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ET924-60 Dissertation

Applied Linguistics
Taught Postgraduate Level
Module leader
Sophie Reissner-Roubicek
Credit value
Module duration
12 weeks
100% coursework
Study location
University of Warwick main campus, Coventry
Introductory description

During the third term of the programme (April to September), you can choose between either completing a dissertation or going on an experiential placement combined with a major project. The dissertation and the major project usually involve the application of some of the ideas and skills gained in the first two terms to the circumstances or issues in a professional context. Through the whole experience of preparing for the dissertation or the major project, conducting the research and writing it up, you will gain a sound understanding of the nature and range of research in intercultural communication and Applied Linguistics.

Module aims

The research for and the writing of the dissertation are intended to enable you to develop expert understanding of one or more specialisms within the academic field of intercultural professional communication, to develop basic skills of research and, for many, to put to use some of the knowledge they have gained during the course in applying it creatively to problems and issues in a professional situation familiar to them.

Outline syllabus

This is an indicative module outline only to give an indication of the sort of topics that may be covered. Actual sessions held may differ.

Students will work independently on their chosen topic, which can be any topic that falls within the remit of the programme. Dissertation work will normally comprise the following aspects:

  • Initial planning: topic selection
  • Literature review
  • Data Collection
  • Data Analysis
  • Writing up
Learning outcomes

By the end of the module, students should be able to:

  • By the end of the module the student should be able to demonstrate in-depth knowledge and understanding of a selected topic within intercultural or professional communication, and to explain the main elements of analytic frameworks that are important and useful for understanding the selected topic.
Indicative reading list
  • Bell, M. (2005) Doing your Research Project: A Guide for First-Time Researchers in Education, Health and Social Science (4th Edition). Milton Keynes: Open University Press.
  • Creswell, J.W. (2008) Research Design. Qualitative, Quantitative and Mixed Methods Approaches. (3rd edition). London: Sage.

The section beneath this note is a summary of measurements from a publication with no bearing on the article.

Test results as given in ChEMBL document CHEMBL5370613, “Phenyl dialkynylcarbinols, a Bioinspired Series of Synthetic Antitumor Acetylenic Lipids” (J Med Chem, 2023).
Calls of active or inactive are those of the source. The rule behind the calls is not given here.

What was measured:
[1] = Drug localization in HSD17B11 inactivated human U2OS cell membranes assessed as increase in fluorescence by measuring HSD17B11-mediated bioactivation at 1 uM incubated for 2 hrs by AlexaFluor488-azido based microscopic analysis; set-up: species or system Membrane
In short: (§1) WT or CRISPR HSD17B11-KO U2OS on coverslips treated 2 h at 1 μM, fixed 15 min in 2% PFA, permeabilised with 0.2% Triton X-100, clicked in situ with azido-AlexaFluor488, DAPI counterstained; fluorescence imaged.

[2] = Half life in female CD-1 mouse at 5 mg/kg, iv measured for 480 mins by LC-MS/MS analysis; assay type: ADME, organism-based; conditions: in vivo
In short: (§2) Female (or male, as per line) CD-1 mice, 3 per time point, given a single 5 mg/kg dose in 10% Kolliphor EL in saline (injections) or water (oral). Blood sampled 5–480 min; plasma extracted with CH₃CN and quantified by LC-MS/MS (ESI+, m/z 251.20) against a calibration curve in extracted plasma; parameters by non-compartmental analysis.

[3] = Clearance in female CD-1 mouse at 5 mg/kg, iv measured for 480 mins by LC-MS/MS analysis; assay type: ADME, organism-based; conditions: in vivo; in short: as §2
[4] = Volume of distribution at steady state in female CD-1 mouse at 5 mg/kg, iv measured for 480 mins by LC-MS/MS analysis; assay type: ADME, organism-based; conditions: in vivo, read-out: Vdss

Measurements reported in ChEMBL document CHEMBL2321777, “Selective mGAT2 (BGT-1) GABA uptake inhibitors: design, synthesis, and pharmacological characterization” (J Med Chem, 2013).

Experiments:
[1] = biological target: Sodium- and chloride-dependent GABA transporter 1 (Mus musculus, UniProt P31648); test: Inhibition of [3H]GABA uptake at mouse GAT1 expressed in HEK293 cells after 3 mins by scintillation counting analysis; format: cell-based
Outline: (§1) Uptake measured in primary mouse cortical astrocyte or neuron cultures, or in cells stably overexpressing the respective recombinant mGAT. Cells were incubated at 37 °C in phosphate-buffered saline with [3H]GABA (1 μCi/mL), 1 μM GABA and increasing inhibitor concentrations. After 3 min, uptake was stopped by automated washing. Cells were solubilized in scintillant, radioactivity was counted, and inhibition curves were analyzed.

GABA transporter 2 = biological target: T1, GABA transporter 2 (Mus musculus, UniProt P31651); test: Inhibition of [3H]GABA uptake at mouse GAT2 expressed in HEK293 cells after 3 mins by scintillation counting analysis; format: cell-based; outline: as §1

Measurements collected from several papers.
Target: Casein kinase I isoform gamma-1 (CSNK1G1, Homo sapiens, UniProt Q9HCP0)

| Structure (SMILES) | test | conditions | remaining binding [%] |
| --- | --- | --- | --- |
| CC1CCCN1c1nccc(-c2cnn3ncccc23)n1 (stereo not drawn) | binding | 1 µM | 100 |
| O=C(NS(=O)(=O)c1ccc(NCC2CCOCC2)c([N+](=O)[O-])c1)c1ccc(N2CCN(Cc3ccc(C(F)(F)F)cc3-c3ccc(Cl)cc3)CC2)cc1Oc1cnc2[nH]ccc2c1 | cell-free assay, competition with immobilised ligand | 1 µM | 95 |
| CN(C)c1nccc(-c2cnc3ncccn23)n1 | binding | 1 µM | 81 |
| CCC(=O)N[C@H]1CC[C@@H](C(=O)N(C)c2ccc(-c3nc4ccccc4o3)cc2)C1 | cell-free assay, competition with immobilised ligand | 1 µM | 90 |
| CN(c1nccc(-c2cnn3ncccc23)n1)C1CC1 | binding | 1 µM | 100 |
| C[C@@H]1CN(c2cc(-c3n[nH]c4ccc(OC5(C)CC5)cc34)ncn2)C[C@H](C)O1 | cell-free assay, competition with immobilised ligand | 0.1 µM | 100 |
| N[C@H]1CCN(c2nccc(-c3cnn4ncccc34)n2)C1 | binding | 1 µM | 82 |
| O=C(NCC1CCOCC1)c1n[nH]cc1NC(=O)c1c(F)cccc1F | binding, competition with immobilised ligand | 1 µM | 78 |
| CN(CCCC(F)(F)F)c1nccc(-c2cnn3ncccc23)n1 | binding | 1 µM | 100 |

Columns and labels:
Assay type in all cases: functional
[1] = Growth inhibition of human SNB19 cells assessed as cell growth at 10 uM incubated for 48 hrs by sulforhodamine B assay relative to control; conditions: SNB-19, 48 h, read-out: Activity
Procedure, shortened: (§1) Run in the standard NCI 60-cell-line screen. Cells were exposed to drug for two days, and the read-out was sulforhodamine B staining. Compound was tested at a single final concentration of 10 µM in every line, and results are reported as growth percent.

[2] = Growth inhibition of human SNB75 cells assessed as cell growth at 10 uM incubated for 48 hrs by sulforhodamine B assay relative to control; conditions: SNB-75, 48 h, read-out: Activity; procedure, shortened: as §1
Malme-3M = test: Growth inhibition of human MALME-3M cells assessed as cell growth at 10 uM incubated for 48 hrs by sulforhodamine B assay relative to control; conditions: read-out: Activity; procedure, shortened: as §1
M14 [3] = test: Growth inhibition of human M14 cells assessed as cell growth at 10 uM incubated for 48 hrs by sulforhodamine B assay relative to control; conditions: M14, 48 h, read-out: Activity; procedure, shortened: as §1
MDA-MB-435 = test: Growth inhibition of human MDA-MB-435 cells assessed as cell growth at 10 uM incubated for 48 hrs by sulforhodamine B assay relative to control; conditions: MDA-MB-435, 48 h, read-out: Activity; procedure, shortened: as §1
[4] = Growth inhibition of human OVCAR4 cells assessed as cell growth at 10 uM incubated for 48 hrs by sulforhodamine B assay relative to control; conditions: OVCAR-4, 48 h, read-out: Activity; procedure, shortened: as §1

• Robson, C. (2002) Real World Research: A Resource for Social Scientists and Practitioner-researchers. (2nd edition). London: John Wiley.
  • Spencer-Oatey, H. and Franklin, P. (2009) Intercultural Interaction. A Multidisciplinary Approach to Intercultural Communication. Basingstoke: Palgrave. Chapter 10: Research Topics in Intercultural Interaction; Chapter 11: Culture and the Research Process.
  • Thomas, G. (2009) How to do your Research Project: A Guide for Students in Education and Applied Social Sciences. London: Sage.
Research element

The aims of this module are to:
(a) Stimulate students to reflect on issues critically and identify aspects that need further research;
(b) Provide students with the opportunity to explore a topic in considerable depth including carrying out a major literature review;
(c) Enhance skills in time-management, research management, project organisation and decision-making.


This module strongly focuses on students development as competent and rigorous researchers. The module allows students to not only apply their knowledge from the MSc programme, but also explore a topic systematically and comprehensively. Students will hone their research skills by going through the entire process of empirical research, including a critical review of relevant literature and research methods, as well as analysis, and reporting of empirical insights. Students will also improve and expand their practical skills of collecting data quantitatively and/or qualitatively.

Subject specific skills
  • Explain the professional relevance of their research.
  • Draw credible links between theory and professional practice.
Transferable skills
  • Identify knowledge gaps and develop research questions.
  • Search the literature effectively.
  • Devise and carry out an appropriate research plan.
  • Communicate ideas effectively in writing, using appropriate wording and structure.
  • Work independently.
  • Plan and manage time and workload to meet deadlines.

Study time

Type Required
Tutorials 2 sessions of 1 hour (0%)
Project supervision 5 sessions of 1 hour (1%)
Private study 593 hours (99%)
Total 600 hours
Private study description

Normally students can expect to have about five contact hours of supervision, i.e. face-to-face meetings where they can discuss their progress, ask for advice and also reflect on their approach to carry out this empirical study. Outside of this, students take responsibility for their reading and research and to produce written work as scheduled.


No further costs have been identified for this module.

You must pass all assessment components to pass the module.

Assessment group A1
Weighting Study time
Dissertation 100%
Feedback on assessment

A written report regarding the dissertation which contains a final grade.


This module is Core for:

  • Year 1 of TETS-X9PJ Postgraduate Taught Intercultural Communication for Business and the Professions

This module is Core optional for:

  • Year 1 of TIMA-L981 Postgraduate Social Science Research
  • Year 1 of TETS-X9PJ Postgraduate Taught Intercultural Communication for Business and the Professions
  • Year 1 of TETS-X9PT Postgraduate Taught Intercultural Communication for Business and the Professions (Part-time - 2 years)

This module is Core option list A for:

  • Year 1 of TETS-X9PJ Postgraduate Taught Intercultural Communication for Business and the Professions